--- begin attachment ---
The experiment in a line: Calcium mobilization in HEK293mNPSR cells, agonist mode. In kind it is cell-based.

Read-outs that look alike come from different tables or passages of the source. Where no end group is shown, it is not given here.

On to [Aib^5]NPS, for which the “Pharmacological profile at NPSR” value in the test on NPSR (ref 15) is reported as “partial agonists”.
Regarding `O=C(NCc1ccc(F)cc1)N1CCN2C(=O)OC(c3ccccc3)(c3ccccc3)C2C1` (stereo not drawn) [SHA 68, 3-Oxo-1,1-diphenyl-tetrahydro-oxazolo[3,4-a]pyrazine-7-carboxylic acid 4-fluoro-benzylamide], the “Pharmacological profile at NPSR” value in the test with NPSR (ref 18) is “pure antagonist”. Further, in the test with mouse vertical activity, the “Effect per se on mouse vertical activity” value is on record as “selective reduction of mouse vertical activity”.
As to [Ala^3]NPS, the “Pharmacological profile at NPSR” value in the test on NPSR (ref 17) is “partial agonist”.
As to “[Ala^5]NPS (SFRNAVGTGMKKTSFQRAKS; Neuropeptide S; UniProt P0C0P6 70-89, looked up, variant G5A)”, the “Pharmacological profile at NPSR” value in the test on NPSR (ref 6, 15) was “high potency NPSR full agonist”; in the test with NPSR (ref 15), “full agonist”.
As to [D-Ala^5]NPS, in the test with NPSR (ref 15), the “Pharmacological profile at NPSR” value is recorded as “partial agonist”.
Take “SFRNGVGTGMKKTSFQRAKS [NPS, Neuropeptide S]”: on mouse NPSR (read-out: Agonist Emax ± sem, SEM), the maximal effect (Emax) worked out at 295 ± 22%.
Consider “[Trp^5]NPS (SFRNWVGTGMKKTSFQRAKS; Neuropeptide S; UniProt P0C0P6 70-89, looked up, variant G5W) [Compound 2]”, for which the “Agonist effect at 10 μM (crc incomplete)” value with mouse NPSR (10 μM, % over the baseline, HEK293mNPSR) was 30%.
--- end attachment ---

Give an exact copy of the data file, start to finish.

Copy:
The experiment in a line: Calcium mobilization in HEK293mNPSR cells, agonist mode. In kind it is cell-based.

Read-outs that look alike come from different tables or passages of the source. Where no end group is shown, it is not given here.

On to [Aib^5]NPS, for which the “Pharmacological profile at NPSR” value in the test on NPSR (ref 15) is reported as “partial agonists”.
Regarding `O=C(NCc1ccc(F)cc1)N1CCN2C(=O)OC(c3ccccc3)(c3ccccc3)C2C1` (stereo not drawn) [SHA 68, 3-Oxo-1,1-diphenyl-tetrahydro-oxazolo[3,4-a]pyrazine-7-carboxylic acid 4-fluoro-benzylamide], the “Pharmacological profile at NPSR” value in the test with NPSR (ref 18) is “pure antagonist”. Further, in the test with mouse vertical activity, the “Effect per se on mouse vertical activity” value is on record as “selective reduction of mouse vertical activity”.
As to [Ala^3]NPS, the “Pharmacological profile at NPSR” value in the test on NPSR (ref 17) is “partial agonist”.
As to “[Ala^5]NPS (SFRNAVGTGMKKTSFQRAKS; Neuropeptide S; UniProt P0C0P6 70-89, looked up, variant G5A)”, the “Pharmacological profile at NPSR” value in the test on NPSR (ref 6, 15) was “high potency NPSR full agonist”; in the test with NPSR (ref 15), “full agonist”.
As to [D-Ala^5]NPS, in the test with NPSR (ref 15), the “Pharmacological profile at NPSR” value is recorded as “partial agonist”.
Take “SFRNGVGTGMKKTSFQRAKS [NPS, Neuropeptide S]”: on mouse NPSR (read-out: Agonist Emax ± sem, SEM), the maximal effect (Emax) worked out at 295 ± 22%.
Consider “[Trp^5]NPS (SFRNWVGTGMKKTSFQRAKS; Neuropeptide S; UniProt P0C0P6 70-89, looked up, variant G5W) [Compound 2]”, for which the “Agonist effect at 10 μM (crc incomplete)” value with mouse NPSR (10 μM, % over the baseline, HEK293mNPSR) was 30%.